This set of 6 booklets was written to support plant science in the Primary Curriculum. They each include teaching resources and ideas, together with background notes for teachers.
The guide (downloadable from the link on the right) outlines how the activities in the booklets can be used to support National Curriculum topics and links.
In these booklets, some activities are based in the classroom while others involve growing plants outside (say in tubs in a school yard or in a school garden) or making observations of plants growing in the wider environment. Teachers are encouraged to let pupils explore links between classroom and outdoor fieldwork activities. Many activities give emphasis to the growing of plants so that pupils can make first-hand observations, often on their own plant, and become familiar with plants and how they grow. There are games that reinforce their learning and simple investigations that help them find out more about how plants work.
Each topic includes a description of the activity and appropriate information for teachers. With some activities, there are ‘pupil worksheets’ and plenty of opportunities for development of numeracy and literacy skills and make cross-curricular links. Background information for teachers is also included.
Please read the safety notes before carrying out any of the practical activities. They are short but to the point!
This topic introduces pupils to the basic parts of a flowering plant - the root, stem, leaf and flower. It provides a range of activities that include growing plants from seed (inside or outside the classroom), ways of making simple models of a plant and card games that are fun but at the same time reinforce pupil learning and help them to be ready to move on to the next stage.
This booklet introduces children to the basic parts of a flower and their functions, helping to build on their understanding of the parts of a plant, covered in booklet 1 of the series. It provides a range of activities that include dissection of a flower to see its parts – the sepals, petals, stamens and stigma, style and ovary – and how they are arranged, ways of making simple models of a plant and card games that are fun but at the same time reinforce children’s learning and help them to be ready to move on to the next stage.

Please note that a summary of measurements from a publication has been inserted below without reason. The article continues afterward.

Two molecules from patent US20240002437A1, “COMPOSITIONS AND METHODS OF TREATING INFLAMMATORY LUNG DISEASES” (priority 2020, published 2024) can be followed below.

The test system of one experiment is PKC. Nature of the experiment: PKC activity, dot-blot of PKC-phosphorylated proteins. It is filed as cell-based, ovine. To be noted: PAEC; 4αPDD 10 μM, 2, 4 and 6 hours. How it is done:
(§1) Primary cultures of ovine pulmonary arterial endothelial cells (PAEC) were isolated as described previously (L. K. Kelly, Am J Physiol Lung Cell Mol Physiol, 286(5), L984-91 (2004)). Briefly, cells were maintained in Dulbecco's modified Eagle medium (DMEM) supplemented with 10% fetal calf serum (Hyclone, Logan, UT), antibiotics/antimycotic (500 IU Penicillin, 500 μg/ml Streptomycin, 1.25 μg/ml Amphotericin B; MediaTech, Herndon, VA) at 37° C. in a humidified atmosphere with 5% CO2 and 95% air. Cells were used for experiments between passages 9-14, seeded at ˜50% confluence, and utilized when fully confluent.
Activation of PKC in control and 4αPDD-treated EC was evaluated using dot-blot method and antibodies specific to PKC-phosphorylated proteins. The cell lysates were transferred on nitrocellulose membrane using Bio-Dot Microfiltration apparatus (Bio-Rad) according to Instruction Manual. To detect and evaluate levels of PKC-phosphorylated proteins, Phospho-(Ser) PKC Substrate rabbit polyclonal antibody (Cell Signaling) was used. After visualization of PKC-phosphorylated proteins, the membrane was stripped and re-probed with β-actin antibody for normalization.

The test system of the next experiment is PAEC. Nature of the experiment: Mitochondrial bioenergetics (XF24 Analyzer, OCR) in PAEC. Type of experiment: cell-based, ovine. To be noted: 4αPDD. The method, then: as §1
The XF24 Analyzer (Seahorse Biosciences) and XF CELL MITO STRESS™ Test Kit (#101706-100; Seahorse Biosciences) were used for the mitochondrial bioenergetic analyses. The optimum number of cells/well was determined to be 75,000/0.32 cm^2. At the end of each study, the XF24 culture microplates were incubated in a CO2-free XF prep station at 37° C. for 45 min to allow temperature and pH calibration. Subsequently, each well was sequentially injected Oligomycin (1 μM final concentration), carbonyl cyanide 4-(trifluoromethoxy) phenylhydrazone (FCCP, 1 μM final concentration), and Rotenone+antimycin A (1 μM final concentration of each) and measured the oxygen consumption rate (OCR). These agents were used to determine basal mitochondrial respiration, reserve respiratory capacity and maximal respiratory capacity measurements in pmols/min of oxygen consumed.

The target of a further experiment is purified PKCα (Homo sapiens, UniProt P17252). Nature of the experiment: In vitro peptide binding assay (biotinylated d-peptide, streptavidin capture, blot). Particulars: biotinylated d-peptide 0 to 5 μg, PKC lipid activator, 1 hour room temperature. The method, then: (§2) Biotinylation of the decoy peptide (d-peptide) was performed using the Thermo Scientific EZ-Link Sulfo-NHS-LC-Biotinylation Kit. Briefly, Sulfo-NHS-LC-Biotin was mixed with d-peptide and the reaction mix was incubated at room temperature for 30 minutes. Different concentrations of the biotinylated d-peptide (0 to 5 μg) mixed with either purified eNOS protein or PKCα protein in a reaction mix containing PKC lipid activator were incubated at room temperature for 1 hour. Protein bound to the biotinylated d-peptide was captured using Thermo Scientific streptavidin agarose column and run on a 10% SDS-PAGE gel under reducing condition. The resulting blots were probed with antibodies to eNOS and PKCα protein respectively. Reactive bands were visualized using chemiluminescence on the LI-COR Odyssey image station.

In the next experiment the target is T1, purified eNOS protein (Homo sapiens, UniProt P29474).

This booklet includes activities that can help children become familiar with the events that occur during pollination, leading to fertilisation. This is followed by activities linked to fruits and seed dispersal so that children have a chance to observe the different types of fruits and their means of dispersal and gain understanding of their importance in the life cycle of a plant.
This booklet includes activities that children can do to find out more about plants. It focuses on ways that children can grow their own plants, from seed and also from other parts of plants. Several of the activities are set out as investigations. The introduction of the Planning Plant provides a means of developing children’s approach to investigations in a scientific way. They can investigate, for example, whether plants need water, light, soil and mineral salts. They can design a seed packet (with appropriate instructions for growing a newly discovered plant), find out how strong plants are and how water travels through a plant. A section on having fun growing plants gives opportunities for children to gain a wider experience of plants!
This booklet includes activities that encourage children to explore the nature of living things. The activities help children understand how we can group objects (both living and not living) leading on to how we classify living things and why we give them names. It enables children to make simple keys based on similarities and differences between objects (including parts of plants) and to use keys to identify certain plants.
In looking at the natural environment and more closely at plants in their habitats, children are encouraged to look beyond a single plant, its life cycle and what it needs to grow, and to consider groups of different plants living together in an area, known as the habitat. Children have opportunities to compare habitats and note differences in the plants in each. They may start to ask questions as to how and why the habitats are different, and begin to understand how certain adaptations contribute to making a plant suitable for the habitat. Finally, children consider the feeding relationships between plants and animals and the other ways that they are linked with each other in the habitat.